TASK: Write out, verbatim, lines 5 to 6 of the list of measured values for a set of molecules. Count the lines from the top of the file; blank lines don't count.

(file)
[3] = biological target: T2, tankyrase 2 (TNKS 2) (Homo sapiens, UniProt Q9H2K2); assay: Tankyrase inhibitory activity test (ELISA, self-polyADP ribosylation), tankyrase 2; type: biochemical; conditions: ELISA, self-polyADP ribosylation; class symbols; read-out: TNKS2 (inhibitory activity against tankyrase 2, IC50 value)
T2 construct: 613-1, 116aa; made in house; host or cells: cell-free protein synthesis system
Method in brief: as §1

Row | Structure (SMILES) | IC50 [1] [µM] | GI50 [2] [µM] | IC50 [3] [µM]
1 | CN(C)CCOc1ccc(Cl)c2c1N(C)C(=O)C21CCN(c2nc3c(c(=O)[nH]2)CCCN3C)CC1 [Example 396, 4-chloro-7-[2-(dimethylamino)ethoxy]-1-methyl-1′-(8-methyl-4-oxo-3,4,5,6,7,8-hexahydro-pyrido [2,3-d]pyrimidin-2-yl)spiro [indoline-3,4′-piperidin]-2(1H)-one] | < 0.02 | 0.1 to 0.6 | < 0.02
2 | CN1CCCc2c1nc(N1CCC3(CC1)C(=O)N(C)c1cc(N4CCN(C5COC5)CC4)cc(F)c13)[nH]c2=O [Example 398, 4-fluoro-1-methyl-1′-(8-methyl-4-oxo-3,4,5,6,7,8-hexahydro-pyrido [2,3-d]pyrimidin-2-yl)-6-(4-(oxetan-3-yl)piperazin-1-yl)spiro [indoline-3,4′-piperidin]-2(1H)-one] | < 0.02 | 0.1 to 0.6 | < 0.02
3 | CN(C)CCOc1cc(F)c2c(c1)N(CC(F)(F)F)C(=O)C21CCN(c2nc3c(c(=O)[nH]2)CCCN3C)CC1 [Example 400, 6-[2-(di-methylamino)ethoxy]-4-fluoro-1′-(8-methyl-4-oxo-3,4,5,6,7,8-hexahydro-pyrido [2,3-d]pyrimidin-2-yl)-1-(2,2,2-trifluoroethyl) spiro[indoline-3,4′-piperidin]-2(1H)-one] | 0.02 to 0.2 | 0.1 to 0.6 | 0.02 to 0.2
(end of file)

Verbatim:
1 | CN(C)CCOc1ccc(Cl)c2c1N(C)C(=O)C21CCN(c2nc3c(c(=O)[nH]2)CCCN3C)CC1 [Example 396, 4-chloro-7-[2-(dimethylamino)ethoxy]-1-methyl-1′-(8-methyl-4-oxo-3,4,5,6,7,8-hexahydro-pyrido [2,3-d]pyrimidin-2-yl)spiro [indoline-3,4′-piperidin]-2(1H)-one] | < 0.02 | 0.1 to 0.6 | < 0.02
2 | CN1CCCc2c1nc(N1CCC3(CC1)C(=O)N(C)c1cc(N4CCN(C5COC5)CC4)cc(F)c13)[nH]c2=O [Example 398, 4-fluoro-1-methyl-1′-(8-methyl-4-oxo-3,4,5,6,7,8-hexahydro-pyrido [2,3-d]pyrimidin-2-yl)-6-(4-(oxetan-3-yl)piperazin-1-yl)spiro [indoline-3,4′-piperidin]-2(1H)-one] | < 0.02 | 0.1 to 0.6 | < 0.02